Source of Referral Workers were asked to identify all sources of referral that were applicable for each case. Each separate and independent contact with the child welfare agency was filled in. Therefore, more than one answer would be filled if there was more than one referral source during the investigation. Response options included: custodial parent, non‑custodial parent, child (subject of referral), relative, neighbour/friend, social assistance worker, crisis service/shelter, community/recreation centre, hospital, community health nurse, community physician, community mental health professional, school, other child welfare service, day care centre, police, community agency, anonymous, other. In Quebec, information on certain referral source categories was unavailable due to differences in data collection procedures. Therefore, the tables in this report that present information on referral source use the following categories: custodial/non‑custodial parent, child (subject of referral), relative, neighbour/friend, professional referral, anonymous, other.
Child Custody Dispute Workers specified if there was an ongoing child custody/access dispute at the time of the investigation. The court application could have been made or could be pending.
Police Involvement in Child Maltreatment Investigation Workers indicated the level of police involvement for the present child maltreatment investigation (none, investigation only, charges being considered, charges laid).
Police Involvement in Domestic Violence Investigations Workers indicated the level of police involvement specific to a domestic violence investigation (none, investigation only, charged being considered, charges laid, unknown and N/A).
Youth Criminal Justice Act Involvement Workers were asked to fill out if the investigated child had been charged, incarcerated or involved with alternative measures with the Youth Justice System.

Results

There were an estimated 235,842 child maltreatment-related investigations conducted in Canada in 2008 (174,411 child maltreatment investigations and 61,431 risk-only investigations). Information about malicious referrals was collected in an estimated 170,710 child maltreatment investigations. As previously mentioned, information about malicious referrals was not collected for risk-only investigations. As shown in Table 2, of the 170,710 child maltreatment investigations, only 9,369 investigations (6%) were the result of a malicious referral.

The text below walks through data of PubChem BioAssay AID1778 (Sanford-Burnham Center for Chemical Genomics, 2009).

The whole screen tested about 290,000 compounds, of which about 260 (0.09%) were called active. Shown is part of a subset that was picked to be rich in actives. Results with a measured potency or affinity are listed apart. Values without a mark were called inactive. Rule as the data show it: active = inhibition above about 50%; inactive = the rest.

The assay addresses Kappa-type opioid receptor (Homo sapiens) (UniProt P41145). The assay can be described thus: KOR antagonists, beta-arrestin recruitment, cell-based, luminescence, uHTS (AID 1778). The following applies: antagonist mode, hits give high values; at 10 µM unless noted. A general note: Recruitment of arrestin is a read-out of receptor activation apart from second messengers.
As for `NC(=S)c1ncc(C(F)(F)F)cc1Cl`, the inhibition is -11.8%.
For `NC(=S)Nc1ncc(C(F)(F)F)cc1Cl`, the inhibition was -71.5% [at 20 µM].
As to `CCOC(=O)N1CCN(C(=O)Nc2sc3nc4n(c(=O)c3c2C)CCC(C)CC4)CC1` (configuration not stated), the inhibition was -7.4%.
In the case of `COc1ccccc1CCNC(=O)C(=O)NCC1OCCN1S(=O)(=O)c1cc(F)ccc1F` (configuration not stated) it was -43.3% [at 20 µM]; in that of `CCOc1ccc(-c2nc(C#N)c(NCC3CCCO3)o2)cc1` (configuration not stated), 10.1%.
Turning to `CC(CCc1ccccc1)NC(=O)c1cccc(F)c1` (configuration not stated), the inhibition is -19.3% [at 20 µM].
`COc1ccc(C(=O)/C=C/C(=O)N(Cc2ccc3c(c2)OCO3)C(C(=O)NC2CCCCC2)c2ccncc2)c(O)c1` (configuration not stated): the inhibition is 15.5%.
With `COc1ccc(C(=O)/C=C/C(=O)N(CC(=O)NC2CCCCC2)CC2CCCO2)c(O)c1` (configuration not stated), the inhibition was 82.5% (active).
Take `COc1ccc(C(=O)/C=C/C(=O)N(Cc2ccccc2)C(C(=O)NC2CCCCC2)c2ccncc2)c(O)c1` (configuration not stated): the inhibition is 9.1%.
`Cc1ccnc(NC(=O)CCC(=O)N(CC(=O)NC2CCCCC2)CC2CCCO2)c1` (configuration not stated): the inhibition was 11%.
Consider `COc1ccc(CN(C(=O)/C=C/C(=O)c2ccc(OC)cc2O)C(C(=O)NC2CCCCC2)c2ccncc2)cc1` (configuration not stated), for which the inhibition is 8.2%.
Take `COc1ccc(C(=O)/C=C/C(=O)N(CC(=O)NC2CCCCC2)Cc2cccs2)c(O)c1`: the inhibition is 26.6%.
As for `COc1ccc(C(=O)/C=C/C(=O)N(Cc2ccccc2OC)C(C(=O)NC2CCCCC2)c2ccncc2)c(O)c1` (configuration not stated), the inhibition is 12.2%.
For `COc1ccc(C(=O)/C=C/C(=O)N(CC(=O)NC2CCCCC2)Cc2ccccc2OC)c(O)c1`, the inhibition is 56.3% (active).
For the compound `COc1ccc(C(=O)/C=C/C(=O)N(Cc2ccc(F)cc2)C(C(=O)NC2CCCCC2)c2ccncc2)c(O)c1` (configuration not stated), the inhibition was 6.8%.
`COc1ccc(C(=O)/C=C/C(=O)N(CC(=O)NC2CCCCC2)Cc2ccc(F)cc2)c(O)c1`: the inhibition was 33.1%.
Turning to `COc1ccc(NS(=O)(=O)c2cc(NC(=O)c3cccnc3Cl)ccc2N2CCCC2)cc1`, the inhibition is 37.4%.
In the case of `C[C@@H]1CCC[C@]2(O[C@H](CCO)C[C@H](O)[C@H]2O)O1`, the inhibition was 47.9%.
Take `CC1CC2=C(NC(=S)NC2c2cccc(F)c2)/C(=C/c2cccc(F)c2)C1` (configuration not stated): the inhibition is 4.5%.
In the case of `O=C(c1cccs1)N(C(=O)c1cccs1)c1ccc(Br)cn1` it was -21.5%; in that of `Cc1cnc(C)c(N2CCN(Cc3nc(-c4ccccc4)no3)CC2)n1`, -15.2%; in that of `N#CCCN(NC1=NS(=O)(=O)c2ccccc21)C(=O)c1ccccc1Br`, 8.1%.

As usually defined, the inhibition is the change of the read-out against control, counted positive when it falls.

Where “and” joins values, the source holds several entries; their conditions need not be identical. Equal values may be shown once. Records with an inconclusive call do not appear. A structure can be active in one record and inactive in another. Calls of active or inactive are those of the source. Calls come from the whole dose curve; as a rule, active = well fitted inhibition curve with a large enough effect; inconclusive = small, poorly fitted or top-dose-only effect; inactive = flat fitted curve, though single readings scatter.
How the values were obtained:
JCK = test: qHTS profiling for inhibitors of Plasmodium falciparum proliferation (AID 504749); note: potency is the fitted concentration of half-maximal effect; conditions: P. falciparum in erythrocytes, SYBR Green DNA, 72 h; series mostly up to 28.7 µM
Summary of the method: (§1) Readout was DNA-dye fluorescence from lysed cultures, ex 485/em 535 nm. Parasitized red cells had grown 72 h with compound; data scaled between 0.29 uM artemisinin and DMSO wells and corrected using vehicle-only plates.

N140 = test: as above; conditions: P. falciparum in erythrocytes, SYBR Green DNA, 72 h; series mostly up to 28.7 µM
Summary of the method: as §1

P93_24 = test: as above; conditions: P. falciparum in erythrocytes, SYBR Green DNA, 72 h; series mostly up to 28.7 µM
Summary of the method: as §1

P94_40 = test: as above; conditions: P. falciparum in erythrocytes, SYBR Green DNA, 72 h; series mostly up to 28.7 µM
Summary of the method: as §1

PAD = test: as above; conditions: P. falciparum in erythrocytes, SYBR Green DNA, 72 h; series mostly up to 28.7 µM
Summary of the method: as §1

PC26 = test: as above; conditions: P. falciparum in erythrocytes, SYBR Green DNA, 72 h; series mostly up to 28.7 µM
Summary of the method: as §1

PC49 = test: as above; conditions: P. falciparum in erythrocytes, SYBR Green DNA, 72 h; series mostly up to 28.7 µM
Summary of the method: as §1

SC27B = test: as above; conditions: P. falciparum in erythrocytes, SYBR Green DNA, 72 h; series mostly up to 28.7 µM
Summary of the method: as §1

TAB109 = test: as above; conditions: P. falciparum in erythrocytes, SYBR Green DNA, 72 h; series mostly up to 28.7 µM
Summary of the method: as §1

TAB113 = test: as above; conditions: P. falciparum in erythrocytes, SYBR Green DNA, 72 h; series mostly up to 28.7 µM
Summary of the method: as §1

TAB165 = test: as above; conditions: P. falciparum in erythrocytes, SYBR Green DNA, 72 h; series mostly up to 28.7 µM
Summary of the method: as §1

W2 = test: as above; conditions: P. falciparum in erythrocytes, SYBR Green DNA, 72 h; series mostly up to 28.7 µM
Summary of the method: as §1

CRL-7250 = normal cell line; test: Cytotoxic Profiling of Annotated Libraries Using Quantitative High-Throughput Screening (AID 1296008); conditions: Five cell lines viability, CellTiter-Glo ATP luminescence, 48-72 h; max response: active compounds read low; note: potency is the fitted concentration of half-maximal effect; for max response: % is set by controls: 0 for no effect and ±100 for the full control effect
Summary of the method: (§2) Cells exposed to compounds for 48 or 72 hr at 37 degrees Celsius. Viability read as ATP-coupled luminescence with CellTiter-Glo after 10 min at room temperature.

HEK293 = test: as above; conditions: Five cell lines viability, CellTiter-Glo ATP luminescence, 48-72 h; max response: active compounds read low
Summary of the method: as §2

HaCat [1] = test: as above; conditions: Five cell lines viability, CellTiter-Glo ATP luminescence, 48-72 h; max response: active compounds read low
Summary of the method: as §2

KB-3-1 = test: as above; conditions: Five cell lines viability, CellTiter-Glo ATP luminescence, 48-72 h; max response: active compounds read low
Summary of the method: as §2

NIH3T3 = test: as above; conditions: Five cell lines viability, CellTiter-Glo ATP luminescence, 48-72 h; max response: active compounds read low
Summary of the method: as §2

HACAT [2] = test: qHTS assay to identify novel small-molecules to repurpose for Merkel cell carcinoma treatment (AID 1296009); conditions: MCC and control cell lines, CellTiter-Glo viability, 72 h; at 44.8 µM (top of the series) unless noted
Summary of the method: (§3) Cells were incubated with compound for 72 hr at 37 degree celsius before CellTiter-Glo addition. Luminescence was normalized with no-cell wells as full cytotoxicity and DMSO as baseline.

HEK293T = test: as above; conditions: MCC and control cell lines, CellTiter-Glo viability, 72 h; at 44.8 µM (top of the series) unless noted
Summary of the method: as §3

Table 2 - Substantiation and malicious reports of maltreatment in child maltreatment investigations in Canada in 2008[a]
Substantiation and Malicious Reports #[b] %
Substantiated maltreatment 85,440 50
Suspected maltreatment 17,918 10
Unfounded maltreatment, non‑malicious report 46,429 27
Unfounded maltreatment, malicious report 9,369 6
Unfounded maltreatment, malicious intent unknown 11,554 7
Subtotal: unfounded maltreatment 67,352 40
Total 170,710 100

[a] Based on a sample of 11,404 child maltreatment investigations with information about malicious referrals. Percentages are column percentages.

[b] Number of investigations.

Table 3 outlines malicious reports of maltreatment in child maltreatment investigations by primary category of investigated maltreatment. Eleven percent (n=1,683) of emotional maltreatment investigations were the result of a malicious referral, compared to 7% (n=4,050) of neglect investigations, 6% of both physical abuse and sexual abuse investigations (n=2,434 and n=549 respectively), and only 2% of exposure to intimate partner violence (IPV) investigations (n=653).

Table 3 - Substantiation and malicious reports of maltreatment in child maltreatment investigations by primary category of investigated maltreatment in Canada in 2008[c]
  Primary Maltreatment Category